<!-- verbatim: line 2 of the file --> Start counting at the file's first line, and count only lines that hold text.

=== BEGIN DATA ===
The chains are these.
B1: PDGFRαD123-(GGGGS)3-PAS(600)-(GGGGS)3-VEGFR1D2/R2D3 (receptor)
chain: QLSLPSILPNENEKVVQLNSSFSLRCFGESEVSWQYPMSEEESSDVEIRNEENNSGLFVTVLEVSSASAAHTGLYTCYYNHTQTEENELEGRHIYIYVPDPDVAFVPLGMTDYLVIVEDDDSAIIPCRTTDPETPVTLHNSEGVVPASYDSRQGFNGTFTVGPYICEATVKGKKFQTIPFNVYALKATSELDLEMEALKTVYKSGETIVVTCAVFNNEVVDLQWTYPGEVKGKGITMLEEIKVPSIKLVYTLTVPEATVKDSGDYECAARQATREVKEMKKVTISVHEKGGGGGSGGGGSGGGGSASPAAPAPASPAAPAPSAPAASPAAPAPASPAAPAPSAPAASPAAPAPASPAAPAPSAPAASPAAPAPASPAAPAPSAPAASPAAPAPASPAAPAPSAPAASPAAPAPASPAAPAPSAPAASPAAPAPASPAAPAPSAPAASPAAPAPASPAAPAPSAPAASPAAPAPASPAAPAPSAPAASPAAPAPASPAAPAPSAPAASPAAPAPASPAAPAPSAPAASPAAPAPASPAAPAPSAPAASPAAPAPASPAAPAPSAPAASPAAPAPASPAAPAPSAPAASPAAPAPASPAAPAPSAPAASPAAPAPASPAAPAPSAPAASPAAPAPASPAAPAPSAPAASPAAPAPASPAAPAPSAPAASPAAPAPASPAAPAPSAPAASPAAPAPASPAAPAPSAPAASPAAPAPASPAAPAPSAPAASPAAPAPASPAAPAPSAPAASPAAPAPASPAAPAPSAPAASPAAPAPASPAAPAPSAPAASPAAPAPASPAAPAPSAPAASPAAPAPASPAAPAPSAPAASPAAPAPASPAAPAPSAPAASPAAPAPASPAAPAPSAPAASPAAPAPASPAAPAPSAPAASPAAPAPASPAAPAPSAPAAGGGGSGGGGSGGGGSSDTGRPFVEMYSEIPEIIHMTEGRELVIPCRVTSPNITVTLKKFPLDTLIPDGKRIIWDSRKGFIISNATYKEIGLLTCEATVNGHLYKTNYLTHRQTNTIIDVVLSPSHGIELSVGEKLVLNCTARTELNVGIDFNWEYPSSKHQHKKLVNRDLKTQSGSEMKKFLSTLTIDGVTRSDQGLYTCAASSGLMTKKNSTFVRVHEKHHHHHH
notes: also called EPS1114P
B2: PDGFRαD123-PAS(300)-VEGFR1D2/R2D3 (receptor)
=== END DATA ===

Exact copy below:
B1: PDGFRαD123-(GGGGS)3-PAS(600)-(GGGGS)3-VEGFR1D2/R2D3 (receptor)